Whether you qualify for free legal aid depends on a number of factors -- such as your income, health status, safety, location, and whether your issue is of a civil or criminal nature.
And even if you qualify for free legal aid, you may face problems finding a free legal services agency who can take your case - especially if the agency has limited staff and resources or if your legal issue falls outside of what the agency covers.
Even so, if you are unable to afford a lawyer but believe you may qualify for free legal aid, the following can help guide you in the right direction. Be sure, however, to check with your local court or legal aid program in your area for more detailed intake information.
You may be eligible for free legal aid from a court-appointed attorney or public defender if your liberty is threatened (in other words, you face going to jail.) A public defender is a lawyer who represents criminal defendants who are unable to afford an attorney and the constitutional guarantees the right to legal counsel in certain matters.
In some cases, you may qualify for free legal aid if you can document to a judge you qualify for "indigent" representation. Under indigent representation, you may have to partially reimburse the court for the cost of legal services given to you. Specific qualifications for court-provided counsel vary widely by state and sometimes among different courts within the state.
For information about indigent defense services in your area, including qualification criteria, see FindLaw's state-by-state directory of public defender offices.
If you are a victim of domestic violence, or fear for your safety, you may qualify for free legal aid from organizations that can help you gather evidence of abuse and file for restraining orders, among other things. For immediate assistance no matter where you are located - contact the National Domestic Violence Hotline at 1-800-799-SAFE (7233).
If your income is currently below the national average for the number of people in your household, you may qualify for free legal help. Most legal aid clinics and pro bono attorneys (private attorneys offering free legal help) serve those whose household income is less than 125 percent of the federally recognized poverty level. The exceptions are Alaska and Hawaii, which have higher income eligibility thresholds.
Mentally and physically disabled U.S. Veterans may be eligible for free legal aid on issues ranging from rent assistance to child visitation matters. For eligibility requirements, check your local veterans association to see if you or a member of your household qualifies for free legal help with a number of services.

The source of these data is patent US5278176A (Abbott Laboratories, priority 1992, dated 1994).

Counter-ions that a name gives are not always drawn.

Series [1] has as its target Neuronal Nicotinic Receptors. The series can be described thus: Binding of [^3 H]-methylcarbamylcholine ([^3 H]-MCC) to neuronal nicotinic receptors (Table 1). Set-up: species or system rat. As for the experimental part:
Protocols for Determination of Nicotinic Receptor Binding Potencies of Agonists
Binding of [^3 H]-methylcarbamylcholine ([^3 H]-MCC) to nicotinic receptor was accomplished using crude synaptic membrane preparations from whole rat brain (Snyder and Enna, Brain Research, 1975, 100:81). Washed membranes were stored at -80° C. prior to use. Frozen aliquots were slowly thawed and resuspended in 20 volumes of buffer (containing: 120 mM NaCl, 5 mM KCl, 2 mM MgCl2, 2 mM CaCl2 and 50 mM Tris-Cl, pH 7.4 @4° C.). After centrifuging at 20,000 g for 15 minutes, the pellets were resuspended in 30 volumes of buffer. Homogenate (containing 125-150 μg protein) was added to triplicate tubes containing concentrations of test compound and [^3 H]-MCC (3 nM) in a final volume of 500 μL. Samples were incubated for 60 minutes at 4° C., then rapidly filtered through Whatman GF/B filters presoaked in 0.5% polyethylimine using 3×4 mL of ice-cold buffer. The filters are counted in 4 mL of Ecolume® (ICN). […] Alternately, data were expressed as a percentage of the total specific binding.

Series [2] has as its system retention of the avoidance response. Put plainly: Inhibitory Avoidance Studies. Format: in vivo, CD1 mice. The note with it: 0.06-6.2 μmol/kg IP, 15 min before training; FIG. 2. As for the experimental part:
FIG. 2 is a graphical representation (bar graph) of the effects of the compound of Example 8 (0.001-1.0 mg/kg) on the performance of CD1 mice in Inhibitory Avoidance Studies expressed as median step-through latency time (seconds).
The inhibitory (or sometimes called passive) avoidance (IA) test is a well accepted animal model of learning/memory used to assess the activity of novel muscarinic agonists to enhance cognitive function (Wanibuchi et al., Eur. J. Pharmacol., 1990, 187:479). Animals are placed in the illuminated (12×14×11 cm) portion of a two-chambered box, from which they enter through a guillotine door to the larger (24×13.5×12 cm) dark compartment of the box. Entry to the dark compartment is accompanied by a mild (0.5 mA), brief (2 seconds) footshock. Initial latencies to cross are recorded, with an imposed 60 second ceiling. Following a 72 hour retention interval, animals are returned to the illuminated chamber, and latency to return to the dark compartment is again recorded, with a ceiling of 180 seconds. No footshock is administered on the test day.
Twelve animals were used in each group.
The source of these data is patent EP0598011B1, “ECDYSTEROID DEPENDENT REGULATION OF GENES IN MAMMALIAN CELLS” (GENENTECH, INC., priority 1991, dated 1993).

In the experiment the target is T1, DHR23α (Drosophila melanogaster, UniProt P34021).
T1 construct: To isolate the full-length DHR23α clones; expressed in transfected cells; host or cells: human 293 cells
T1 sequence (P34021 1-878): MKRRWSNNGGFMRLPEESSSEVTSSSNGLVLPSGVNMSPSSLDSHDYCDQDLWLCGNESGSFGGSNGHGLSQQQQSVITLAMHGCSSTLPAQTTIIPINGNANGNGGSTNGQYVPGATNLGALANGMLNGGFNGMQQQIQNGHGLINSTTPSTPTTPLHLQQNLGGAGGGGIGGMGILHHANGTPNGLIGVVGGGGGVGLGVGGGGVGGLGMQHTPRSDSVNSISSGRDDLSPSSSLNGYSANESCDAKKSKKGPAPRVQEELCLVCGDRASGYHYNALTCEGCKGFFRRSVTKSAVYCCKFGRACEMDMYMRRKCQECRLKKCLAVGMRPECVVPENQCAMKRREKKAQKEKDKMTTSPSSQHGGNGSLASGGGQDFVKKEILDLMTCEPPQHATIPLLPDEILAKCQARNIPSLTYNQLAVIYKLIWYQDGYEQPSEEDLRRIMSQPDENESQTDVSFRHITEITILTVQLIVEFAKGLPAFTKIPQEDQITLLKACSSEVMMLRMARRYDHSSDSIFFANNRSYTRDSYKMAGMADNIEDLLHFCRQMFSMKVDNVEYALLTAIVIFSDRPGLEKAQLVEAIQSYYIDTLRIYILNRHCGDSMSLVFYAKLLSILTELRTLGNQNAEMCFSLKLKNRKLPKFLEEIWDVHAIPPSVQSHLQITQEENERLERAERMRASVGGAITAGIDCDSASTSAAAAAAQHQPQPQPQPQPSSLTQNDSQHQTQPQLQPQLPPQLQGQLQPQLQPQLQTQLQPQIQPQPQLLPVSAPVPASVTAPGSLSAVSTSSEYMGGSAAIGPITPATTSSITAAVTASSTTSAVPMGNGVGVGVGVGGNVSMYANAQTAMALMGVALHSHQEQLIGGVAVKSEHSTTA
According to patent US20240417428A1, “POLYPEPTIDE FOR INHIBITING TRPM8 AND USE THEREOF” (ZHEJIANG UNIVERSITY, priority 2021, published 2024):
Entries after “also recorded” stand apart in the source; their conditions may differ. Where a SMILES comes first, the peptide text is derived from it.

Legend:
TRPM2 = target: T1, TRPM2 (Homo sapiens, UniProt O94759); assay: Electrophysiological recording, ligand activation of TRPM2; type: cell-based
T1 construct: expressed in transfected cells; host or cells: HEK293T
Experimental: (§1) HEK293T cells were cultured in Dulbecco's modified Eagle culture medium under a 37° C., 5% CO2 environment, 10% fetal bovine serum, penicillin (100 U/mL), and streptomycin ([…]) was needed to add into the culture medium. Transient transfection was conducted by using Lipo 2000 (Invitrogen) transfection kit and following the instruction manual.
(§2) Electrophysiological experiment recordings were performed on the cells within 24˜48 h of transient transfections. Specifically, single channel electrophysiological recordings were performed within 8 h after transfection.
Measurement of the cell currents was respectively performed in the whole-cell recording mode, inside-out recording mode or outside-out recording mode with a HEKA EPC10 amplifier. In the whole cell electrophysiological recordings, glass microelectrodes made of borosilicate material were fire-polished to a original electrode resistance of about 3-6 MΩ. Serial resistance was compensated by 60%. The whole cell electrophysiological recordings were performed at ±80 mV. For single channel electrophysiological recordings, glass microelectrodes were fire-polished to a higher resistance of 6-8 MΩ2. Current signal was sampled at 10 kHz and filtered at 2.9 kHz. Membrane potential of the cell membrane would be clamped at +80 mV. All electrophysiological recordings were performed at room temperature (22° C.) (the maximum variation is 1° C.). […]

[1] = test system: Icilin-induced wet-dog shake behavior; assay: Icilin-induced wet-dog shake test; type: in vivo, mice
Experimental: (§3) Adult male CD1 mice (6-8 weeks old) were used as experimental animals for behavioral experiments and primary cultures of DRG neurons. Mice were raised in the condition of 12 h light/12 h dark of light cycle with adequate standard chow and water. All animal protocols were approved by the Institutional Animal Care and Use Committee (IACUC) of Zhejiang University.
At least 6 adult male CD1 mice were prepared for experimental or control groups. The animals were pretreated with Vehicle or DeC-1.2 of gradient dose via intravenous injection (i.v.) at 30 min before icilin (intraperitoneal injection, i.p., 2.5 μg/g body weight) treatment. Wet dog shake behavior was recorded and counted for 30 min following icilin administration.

Many agencies give free legal services to immigrants and other noncitizens in need of help on issues ranging from visa applications, green cards, deportation proceedings, and work authorizations. Eligibility requirements vary from program to program.
Private attorneys, legal aid clinics and advocacy organizations with lawyers on staff often take on cases that fall within their particular area of interest. For example, you may be able to secure free aid from an attorney for a pay discrimination lawsuit against an employer if it has the potential to become a larger class-action suit.
Some legal services organizations and clinics provide free legal assistance to individuals and non-profit or community organization seeking to improve the economic, cultural, social, or environmental well-being of disadvantaged or underserved communities. Community problems may include neighborhood deterioration, inadequate housing and homelessness, unemployment, substance abuse, racial discord, and crime. Check with your state's individual community legal programs for specific eligibility and intake requirements.
There are several HIV/AIDS legal services programs that provide free legal aid to low-income clients who are infected with HIV or AIDS on matters including estate planning, employment or housing discrimination, insurance difficulties, family law questions, and other legal issues.
If you currently receive financial assistance through other public aid programs such as SSI/SSP, Food Stamps program, County Relief, Older Americans Act, and Developmentally Disabled Assistance Act, for example, you may be eligible for continuing free legal services in your state.
To find free legal help in your area, take a look at FindLaw's legal aid resources for all 50 states and the District of Columbia.
If you do not qualify to receive free legal services based on any of the above criteria, you may wish to speak with a lawyer in your area to discuss alternative fee arrangements.